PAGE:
Title and label approximate. I prefer the other version of this ad hoc collection in my possession even though it slices the ends off tracks--it's louder, with hotter unmatched songs. But I'm reviewing this because it's obtainable online even with mixtape4u.com now drawing a blank. Look above Wayne's name on the cover image for "The Empire," words that repeat in annoying voiceover ad infinitum; note also the Arabic three as opposed to the Roman numeral of the official release, which shares only a more casual "La La La" with this supposed leak. Skip it and you never hear the actually believable love plaint "What He Does," the in-their-face Beatles rip "Help," the celestially drugged-out "I Feel Like Dying," or, for instance, "I Know the Future": "Like a circle of knives/I got the sharpest flow around." Granted, maybe it's the jaggedest flow around, or the underground stream that slices through rock to move mountains. But superlatives apply. Snicker-snack, snicker-snack, he can't contain himself, the rare modern pop artist who says he's in it for money but always gives up the love rather than vice versa. A-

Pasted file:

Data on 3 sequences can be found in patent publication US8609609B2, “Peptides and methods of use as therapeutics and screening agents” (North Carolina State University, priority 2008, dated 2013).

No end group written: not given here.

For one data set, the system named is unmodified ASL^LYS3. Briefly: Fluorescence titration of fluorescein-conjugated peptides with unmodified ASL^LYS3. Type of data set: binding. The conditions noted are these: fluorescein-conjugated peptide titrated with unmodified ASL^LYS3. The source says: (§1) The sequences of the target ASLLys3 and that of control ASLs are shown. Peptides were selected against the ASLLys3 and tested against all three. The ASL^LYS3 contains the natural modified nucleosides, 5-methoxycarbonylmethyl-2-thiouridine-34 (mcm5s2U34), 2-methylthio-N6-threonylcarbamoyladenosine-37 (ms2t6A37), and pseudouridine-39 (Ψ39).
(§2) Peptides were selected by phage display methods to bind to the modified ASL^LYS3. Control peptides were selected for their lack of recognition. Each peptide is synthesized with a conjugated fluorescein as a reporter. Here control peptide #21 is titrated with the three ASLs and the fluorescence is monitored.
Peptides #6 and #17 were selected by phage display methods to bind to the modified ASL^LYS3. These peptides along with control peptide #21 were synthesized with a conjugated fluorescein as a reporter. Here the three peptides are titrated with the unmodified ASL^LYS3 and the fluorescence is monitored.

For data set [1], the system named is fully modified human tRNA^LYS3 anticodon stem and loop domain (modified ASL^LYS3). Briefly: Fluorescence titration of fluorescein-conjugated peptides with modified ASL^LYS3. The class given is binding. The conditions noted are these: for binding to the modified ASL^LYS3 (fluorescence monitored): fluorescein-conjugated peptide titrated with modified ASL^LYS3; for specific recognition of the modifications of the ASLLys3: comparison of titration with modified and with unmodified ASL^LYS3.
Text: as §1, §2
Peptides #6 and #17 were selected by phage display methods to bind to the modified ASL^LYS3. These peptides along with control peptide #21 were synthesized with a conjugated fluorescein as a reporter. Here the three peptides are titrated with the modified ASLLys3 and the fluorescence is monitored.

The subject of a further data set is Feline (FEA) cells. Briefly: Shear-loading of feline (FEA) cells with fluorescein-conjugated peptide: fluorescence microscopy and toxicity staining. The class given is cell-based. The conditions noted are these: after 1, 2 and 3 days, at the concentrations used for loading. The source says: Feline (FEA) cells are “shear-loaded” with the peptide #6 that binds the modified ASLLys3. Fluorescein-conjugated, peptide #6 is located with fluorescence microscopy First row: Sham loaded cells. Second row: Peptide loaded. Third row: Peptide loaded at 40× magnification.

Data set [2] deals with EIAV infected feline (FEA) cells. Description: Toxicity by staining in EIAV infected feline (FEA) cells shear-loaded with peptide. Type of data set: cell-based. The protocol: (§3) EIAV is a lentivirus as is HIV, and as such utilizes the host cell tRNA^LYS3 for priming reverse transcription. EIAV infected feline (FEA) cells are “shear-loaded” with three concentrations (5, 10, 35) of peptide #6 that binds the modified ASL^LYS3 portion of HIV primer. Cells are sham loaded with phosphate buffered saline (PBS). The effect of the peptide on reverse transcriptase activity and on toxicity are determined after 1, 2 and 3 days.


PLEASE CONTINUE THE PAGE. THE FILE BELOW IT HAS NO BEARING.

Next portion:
We the Best [RBC, 2007]
Exemplifying the pitfalls of the mixtape hustle is this item, which I bought blind from Amazon earlier in the year; it has now disappeared there, while mixtape king and sometime Weezy packager DJ Khaled's different CD of the same name remains on sale. Biggest problem with this one is, it isn't a Lil Wayne record. With four features and some cameos, he clocks fewer minutes on these 25 tracks than not just New Orleans rap daddy Birdman but Atlanta's carrot-nosed Young Jeezy and two of the dullest thugs in the lying business: college-educated Miami brutalist Rick Ross and elephant in the Bronx Fat Joe. Were Wayne to toss off "I am a professional/I will cut your testicles," he'd sound wicked sharp; when Fat Joe recites the line, of which he's plainly very proud, even the opera sample can't dispel the impression that he's hoping to find employment as a veterinarian's assistant. While everybody else's criminal boasts are delivered in bench-press mode, Wayne can't stop dancing. Sure he'll entertain at "The Crack House," but: "This is the crack house welcome to the crack house/Man I'm talking more parties than a frat house/This is the problem, this is not music/I hope you find it, 'cause he about to lose it." C-